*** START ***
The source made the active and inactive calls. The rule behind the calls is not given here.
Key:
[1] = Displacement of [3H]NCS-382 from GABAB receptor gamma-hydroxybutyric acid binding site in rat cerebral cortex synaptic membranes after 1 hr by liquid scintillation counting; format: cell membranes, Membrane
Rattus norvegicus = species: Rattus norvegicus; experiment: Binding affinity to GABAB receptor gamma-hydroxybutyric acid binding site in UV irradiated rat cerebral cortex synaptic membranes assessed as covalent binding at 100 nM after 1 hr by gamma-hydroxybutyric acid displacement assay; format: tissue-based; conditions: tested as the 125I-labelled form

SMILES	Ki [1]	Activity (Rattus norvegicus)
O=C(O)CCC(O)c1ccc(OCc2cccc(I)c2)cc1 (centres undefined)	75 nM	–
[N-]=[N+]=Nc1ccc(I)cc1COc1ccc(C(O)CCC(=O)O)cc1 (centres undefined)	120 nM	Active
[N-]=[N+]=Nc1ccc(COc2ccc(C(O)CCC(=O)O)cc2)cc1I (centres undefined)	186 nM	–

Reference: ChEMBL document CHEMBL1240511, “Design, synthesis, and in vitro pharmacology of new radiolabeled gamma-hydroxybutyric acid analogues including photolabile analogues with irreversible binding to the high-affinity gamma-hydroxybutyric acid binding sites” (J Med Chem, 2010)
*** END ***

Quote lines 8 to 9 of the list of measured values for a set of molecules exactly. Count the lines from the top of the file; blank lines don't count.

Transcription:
[N-]=[N+]=Nc1ccc(COc2ccc(C(O)CCC(=O)O)cc2)cc1I (centres undefined)	186 nM	–

Reference: ChEMBL document CHEMBL1240511, “Design, synthesis, and in vitro pharmacology of new radiolabeled gamma-hydroxybutyric acid analogues including photolabile analogues with irreversible binding to the high-affinity gamma-hydroxybutyric acid binding sites” (J Med Chem, 2010)